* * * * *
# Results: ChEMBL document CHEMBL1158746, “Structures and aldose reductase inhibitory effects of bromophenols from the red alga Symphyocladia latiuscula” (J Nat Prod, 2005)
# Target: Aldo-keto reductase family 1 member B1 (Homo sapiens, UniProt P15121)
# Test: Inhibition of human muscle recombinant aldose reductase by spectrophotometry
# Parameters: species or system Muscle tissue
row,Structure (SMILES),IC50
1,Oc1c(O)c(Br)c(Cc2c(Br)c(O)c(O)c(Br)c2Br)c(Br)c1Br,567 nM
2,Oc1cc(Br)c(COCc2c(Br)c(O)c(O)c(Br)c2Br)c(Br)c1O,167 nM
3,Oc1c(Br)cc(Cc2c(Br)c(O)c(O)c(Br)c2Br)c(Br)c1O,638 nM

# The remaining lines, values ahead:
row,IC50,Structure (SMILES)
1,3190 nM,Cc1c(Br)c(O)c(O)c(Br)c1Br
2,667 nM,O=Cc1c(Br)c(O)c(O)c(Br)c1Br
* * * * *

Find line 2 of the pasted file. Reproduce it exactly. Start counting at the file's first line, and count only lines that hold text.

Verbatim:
# Target: Aldo-keto reductase family 1 member B1 (Homo sapiens, UniProt P15121)